Buddy Guy – Southern Blues (1957-63)

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NICK DERISO: Guitarist Buddy Guy, a Baton Rouge-area native, has a presence hardly in need of defining.

From bar-walking solos (thanks to that old 150-foot amp chord), to his clean, percussive style on a polka-dot guitar, Guy has since the 1960s cut a wide swath, image-wise.

Yet “Southern Blues” illuminates the proto-Guy in the same way that the Muddy Waters field recordings did decades ago. Featuring the earliest Chicago sides by Guy (and issued on Paula Records), it’s an LP of uncommon worth — and not just to bone-deep blues fans.

Almost all of the tracks were produced by Chess great Willie Dixon, and a few feature Ike Turner (at least once, believe it or not, on first guitar) while he was still in his prime. Still others find Guy backing vocalist Jessie Fortune, including “Too Many Cooks,” which was later recorded by Robert Cray.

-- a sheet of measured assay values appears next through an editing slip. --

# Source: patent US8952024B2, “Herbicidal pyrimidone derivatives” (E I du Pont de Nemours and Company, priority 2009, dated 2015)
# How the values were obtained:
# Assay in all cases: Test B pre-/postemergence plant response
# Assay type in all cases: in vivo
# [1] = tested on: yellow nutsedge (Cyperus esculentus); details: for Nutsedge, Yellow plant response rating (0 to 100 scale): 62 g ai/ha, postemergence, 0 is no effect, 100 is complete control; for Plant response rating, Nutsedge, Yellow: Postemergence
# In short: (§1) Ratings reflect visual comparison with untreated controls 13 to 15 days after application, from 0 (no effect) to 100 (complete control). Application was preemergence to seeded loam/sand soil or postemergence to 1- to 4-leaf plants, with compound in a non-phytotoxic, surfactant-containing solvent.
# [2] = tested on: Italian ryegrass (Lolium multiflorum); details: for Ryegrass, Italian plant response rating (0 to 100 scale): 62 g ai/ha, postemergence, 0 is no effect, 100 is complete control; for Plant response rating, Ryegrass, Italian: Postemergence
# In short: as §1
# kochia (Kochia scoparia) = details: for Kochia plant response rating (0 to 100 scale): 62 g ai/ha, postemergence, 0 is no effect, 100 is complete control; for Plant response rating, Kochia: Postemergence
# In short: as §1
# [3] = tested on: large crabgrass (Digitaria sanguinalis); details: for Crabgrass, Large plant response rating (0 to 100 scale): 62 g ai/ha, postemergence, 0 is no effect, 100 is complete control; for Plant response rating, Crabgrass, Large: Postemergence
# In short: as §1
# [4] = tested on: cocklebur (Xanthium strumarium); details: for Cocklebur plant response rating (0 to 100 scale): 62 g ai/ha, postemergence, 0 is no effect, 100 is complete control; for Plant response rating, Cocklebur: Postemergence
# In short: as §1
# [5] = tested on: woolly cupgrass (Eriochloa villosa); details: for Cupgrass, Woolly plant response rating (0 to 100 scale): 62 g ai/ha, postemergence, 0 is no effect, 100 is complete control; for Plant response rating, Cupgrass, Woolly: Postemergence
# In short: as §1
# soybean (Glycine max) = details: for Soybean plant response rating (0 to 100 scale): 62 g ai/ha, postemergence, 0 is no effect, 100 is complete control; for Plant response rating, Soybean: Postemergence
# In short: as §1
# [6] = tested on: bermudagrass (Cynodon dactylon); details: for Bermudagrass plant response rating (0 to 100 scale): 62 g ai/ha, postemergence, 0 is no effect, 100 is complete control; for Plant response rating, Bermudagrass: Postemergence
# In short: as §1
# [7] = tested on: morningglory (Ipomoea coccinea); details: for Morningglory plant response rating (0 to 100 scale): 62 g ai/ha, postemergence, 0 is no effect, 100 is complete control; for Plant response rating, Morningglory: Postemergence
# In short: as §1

While Guy’s solos here sometimes lack the internal logic and brilliant finesse of those done just five years later, his is certainly a fizzy presence. And you get a sense of where he came from in these raw and rare recordings.

He had a coltish desire, even then, to perform well. Gladly, he almost always does.

The over-all pitch is as gritty as you might imagine from early archival sides. There’s even a bit of Texas-style rhythm and sway.

A pleasant marriage between the Southern feel that was then familiar to Guy and the new restless Chicago vibe that his elders were teaching him.

Nick DeRiso

Nick DeRiso

Nick DeRiso has written for USA Today, American Songwriter, All About Jazz, and a host of others. Honored as columnist of the year five times by the Associated Press, Louisiana Press Association and Louisiana Sports Writers Association, he oversaw a daily section named Top 10 in the U.S. by the AP before co-founding Something Else! Nick is now associate editor of Ultimate Classic Rock.
Nick DeRiso
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